I Still Don’t Know What I Want

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I sometimes ponder the concept of desire. I think about what it means to me to want something, something outside of myself. I then consider the object of my desire and ask myself what I’d do if I actually got that thing. Would that thing, the one that I’ve pined away for, longed for, fantasized about, would that thing actually make me happy?

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From Google Dictionary

Desire is a strong will or want for something or for some condition to happen. Desire is a state of impasse. Desire means you’re still waiting for something. You want something, but you don’t know how to get it. Or maybe you lack the means to get it, but still, you want that thing, outside of you.

There is a certain peril or, discomfort about looking outside of ourselves for happiness. That peril is a lack of control over people, places and things. For when we want something outside of ourselves, we place ourselves at the mercy of that other thing. As long as that desire is in our minds, it’s private, but we are made vulnerable when we make our desire public and known to others.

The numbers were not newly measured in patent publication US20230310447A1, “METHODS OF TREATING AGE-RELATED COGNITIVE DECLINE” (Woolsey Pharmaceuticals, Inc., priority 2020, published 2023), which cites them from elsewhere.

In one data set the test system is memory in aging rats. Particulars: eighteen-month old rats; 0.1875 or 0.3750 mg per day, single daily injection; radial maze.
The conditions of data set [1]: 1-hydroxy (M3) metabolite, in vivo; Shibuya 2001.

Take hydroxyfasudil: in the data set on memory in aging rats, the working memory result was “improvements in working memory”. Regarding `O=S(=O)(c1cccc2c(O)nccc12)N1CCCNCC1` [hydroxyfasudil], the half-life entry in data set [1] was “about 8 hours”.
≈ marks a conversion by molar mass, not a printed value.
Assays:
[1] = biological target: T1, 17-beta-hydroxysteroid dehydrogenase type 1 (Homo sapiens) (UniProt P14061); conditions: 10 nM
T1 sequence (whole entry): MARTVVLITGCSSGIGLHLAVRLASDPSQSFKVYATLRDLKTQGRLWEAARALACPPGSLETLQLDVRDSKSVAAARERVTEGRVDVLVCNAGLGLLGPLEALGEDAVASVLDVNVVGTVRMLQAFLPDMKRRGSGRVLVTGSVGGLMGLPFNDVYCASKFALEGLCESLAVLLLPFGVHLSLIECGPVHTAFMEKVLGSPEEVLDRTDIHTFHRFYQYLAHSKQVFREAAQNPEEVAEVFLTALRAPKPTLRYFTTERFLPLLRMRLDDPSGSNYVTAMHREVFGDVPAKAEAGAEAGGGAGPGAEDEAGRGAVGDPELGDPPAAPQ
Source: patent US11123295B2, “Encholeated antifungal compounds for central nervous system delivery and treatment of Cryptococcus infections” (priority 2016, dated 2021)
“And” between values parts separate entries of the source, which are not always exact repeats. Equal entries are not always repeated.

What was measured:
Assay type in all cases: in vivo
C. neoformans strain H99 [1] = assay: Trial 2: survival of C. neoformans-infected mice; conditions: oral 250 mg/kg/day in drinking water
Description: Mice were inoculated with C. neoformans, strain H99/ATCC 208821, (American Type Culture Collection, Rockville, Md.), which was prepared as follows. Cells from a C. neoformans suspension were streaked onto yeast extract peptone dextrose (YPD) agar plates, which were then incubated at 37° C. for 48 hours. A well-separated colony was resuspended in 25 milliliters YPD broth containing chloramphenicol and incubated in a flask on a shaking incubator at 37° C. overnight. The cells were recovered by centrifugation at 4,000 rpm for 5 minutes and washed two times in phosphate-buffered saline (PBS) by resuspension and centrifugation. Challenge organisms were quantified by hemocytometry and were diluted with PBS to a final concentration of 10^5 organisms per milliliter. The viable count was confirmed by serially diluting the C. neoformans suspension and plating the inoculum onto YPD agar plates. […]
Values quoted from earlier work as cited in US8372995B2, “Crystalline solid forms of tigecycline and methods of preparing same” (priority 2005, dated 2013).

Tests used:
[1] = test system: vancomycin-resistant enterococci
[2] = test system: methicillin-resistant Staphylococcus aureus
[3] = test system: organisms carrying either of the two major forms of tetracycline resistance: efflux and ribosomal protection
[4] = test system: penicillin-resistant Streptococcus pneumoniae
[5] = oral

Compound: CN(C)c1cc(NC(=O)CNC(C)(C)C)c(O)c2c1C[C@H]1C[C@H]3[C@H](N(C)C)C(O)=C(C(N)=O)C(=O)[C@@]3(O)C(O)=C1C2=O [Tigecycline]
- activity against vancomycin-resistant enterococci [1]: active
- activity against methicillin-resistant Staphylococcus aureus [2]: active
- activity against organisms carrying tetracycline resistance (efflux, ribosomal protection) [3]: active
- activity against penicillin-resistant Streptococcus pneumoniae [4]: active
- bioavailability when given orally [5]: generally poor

I know. You know. We’ve all been there, drooling over some shiny, pretty thing we can’t have. The gorgeous hunk that Taylor Swift could not have became the object of one of her songs. The perfumes, the dresses and the luxury cars with the bows on top for Christmas, they play on our desires. The fast car, the diamond ring, the house on the cliffs of Malibu, the power of status, or the intimacy of someone we hardly know. These are objects of desire.